To understand why we’re all sugar-junkies let’s look at how sugar affects the brain and why you might experience sugar withdrawals when you go keto. The human brain is ‘hard-wired’ to get very excited about sugar! In the not so distant past food shortages and famine were a common problem. So we developed survival mechanism to make us love sweet tasting, energy-dense foods. But, nowadays it is food excess that’s causing us trouble. Our love of sugar is actually addiction. That’s why some people experience sugar withdrawal symptoms when they go cold turkey.
Our bodies have THREE key survival mechanisms involving sweet-tasting foods. Firstly, we enjoy it. That’s because sweet-tastes stimulate a cocktail of ‘feel-good’ chemicals in the brain. Sweetness stimulates reward mechanisms creating a natural high which temporarily boosts our mood. The mechanisms controlling this reward are very similar to ones for drug and alcohol addiction. So, like other drugs sugar withdrawal will affect individuals physically and mentally.
The second survival mechanism is appetite. Our appetite is increased when we eat sweet foods. This helped our ancestors eat as many precious calories as possible. In case next week there was no tasty sweet foods to be found!
The third survival mechanism is fat storage. When we eat insulin stimulating sugary foods fat storage is increased. In the past this ensured any spare calories were kept safe until they were needed. These mechanisms worked out great for our ancestors. But, modern highly refined sugars and super-sweet foods are like crack-cocaine to our brains. The survival pathways simply cannot cope with the super-stimulation. Refined and processed sugars act like a potent drug in the brain - making it go crazy.
We experience sugar withdrawal symptoms when our ‘drug’ is taken away. Some people who are heavy sugar addicts have more keto flu symptoms. There are actually changes to receptors in the brain when you eat a lot of refined sugars. This means, like a heroin user, you gradually need more to get ‘high’. Physically, sugar is much more addictive than many street drugs, which is why it is so unfair that it’s ‘slipped’ into so many foods.
If you are used to eating a lot of sugar, you may find that your first few weeks on keto are like a drug-detox. You might be thinking about your favorite sugary treats frequently. Your addicted brain will try and ‘persuade’ you to give in to temptation - just like an addict. But, stay strong and stay keto! This is the sugar withdrawal impacting your usually rational thought processes. There will be a period of adjustment as your brain ‘re-sensitizes’ itself. Sugar withdrawals will last anywhere from a few days to a few weeks, depending on how addicted you were.
Gradually, you will come down from the sugary high and sweet foods will become less tempting. Fortunately, your taste buds quickly adapt to sugar-free keto foods. You will appreciate more subtle sweetness, like blueberries. After a few weeks you will feel much more relaxed and less anxious around food generally. Many people experience a sense of calmness around food they never thought possible.
That’s the magic of keto! Once the sugar withdrawal has subsided you will feel more in control and cravings will subside.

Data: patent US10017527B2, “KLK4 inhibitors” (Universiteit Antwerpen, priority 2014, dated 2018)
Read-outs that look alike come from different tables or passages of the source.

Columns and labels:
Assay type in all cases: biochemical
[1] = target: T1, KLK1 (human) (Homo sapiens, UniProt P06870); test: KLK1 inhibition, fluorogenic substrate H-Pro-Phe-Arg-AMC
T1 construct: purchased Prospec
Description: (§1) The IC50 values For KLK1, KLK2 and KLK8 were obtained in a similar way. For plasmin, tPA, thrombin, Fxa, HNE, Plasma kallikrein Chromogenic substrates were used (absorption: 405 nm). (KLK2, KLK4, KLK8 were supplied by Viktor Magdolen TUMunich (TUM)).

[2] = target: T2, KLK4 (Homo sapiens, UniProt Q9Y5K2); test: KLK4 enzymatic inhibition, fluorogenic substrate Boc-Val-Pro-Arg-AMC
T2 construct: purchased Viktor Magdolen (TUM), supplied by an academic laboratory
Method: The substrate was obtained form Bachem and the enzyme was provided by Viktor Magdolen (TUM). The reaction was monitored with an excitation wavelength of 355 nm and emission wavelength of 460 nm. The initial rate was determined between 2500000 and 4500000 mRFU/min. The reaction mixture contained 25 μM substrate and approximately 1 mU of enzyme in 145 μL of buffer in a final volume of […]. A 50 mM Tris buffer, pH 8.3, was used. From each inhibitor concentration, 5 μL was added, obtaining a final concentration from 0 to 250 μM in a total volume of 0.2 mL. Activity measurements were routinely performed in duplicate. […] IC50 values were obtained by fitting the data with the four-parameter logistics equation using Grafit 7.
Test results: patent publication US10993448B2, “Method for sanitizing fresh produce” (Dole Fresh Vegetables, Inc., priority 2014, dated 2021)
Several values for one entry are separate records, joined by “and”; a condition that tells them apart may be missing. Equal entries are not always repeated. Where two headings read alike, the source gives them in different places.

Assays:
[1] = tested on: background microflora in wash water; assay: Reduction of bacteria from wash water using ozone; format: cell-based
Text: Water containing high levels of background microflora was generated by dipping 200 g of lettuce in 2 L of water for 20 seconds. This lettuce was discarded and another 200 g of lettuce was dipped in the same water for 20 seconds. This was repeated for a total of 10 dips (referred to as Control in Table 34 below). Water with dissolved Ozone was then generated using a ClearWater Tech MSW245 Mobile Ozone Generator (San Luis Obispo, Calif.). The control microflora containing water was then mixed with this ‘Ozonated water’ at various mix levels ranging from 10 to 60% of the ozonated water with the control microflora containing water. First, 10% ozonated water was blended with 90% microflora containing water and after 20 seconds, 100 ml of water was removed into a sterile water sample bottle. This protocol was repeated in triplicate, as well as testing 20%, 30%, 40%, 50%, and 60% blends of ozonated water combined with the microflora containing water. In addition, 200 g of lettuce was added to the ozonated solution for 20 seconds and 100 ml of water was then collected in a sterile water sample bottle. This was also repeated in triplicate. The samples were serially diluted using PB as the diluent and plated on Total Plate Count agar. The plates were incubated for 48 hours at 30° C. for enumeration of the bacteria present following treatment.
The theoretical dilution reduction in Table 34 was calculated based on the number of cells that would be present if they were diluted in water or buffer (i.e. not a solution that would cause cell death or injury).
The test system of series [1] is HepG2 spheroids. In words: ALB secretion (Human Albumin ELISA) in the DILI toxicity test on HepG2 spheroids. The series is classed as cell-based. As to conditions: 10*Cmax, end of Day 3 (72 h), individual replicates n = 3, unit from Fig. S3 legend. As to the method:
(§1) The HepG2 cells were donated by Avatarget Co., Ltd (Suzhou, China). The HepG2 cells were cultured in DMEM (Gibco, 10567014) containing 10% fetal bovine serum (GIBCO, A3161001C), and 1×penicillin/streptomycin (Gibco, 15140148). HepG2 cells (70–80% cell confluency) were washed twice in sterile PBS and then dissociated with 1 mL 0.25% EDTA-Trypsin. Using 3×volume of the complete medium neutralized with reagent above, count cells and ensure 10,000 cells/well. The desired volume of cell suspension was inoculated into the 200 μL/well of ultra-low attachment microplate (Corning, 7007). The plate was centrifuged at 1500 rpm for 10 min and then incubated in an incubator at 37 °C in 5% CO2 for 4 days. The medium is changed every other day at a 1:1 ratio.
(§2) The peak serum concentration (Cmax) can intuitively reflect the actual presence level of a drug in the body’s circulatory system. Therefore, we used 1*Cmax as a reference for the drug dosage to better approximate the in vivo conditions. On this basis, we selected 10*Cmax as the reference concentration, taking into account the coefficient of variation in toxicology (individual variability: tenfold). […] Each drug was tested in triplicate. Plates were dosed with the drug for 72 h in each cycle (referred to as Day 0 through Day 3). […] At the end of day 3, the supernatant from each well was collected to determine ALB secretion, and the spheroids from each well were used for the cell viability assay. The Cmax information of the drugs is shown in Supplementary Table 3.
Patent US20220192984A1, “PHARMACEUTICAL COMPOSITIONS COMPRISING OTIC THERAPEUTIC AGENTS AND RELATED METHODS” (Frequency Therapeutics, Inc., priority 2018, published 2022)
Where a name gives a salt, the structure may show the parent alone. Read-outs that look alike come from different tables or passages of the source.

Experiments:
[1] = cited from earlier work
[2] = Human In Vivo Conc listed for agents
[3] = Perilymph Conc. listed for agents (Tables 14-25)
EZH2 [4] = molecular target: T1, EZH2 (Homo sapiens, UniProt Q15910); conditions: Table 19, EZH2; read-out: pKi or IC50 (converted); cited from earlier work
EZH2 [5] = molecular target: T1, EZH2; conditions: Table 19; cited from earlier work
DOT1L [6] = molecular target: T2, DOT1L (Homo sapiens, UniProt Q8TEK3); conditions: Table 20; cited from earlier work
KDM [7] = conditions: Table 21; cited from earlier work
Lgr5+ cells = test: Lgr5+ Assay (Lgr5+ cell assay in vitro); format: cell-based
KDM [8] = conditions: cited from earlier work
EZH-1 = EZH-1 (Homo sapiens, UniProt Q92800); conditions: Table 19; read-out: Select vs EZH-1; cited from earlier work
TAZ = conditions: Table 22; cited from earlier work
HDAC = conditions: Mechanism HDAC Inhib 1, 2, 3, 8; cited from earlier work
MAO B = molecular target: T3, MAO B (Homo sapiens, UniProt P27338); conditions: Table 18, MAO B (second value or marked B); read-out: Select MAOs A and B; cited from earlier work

However, we still experience pleasure from sweet tastes, that doesn’t change. But, you will be able to satisfy that pleasure-seeking instinct without getting high. You will be able to moderate your desires, and not go crazy. For many people with a history of overeating, keto gives them a brand new relationship with food, one in which THEY have control, not the food.
Sadly, sugar is a complex and profitable addictive substance routinely added to your food! So, to keep yourself keto safe you need to understand what sugar is, that way you can confidently avoid it. Sugar is really a collection of different chemicals which the body can use to create energy. What we typically call ‘sugar’, white granulated table sugar, is actually sucrose. This sugar is made by plants, such as sugar-cane, which is harvested and purified. It is a DIsaccharide meaning it is made from two carbohydrate units. This is not a sugar you will be eating on keto, as it’s pure carbs!
Another sugar you might be familiar with is glucose. When doctors measure your blood sugar levels this is what they are looking at. It’s a MONOsaccharide – which is a single unit of carbohydrate. This is another sugar you don’t need to eat on keto. Your body does need a tiny bit of it though. But it will very cleverly, and easily, make it all by itself from either protein or fat. You do NOT need to eat glucose on keto, that’s a keto myth that’s been busted!
Did you notice how both sugars end in ‘ose’ this is a clue on labels if the name ends in ‘ose’ it’s a sugar for sure! Monosaccharides are simple sugars – a single unit of carbohydrate. This includes glucose (also called dextrose); fructose and galactose. All of them are keto UN-friendly and to be totally avoided. The single sugars can be joined together In pairs they form DIsaccharides. Sucrose, lactose (the natural sugar in milk) and maltose (found in malt) are naturally occurring disaccharides.
But they can also be made into long chains, a bit like stringing together beads. This makes complex sugars like starch. Starch is found in potatoes and other root vegetables. Plants store spare energy as starch, much like we store spare energy as fat. Starch, from root vegetables and grains, like wheat, is also pretty much off the keto menu.
But there are some special extra-long chains of carbohydrates which make a unique type of sugar which you can eat on keto, which we explore in our keto friendly sugars article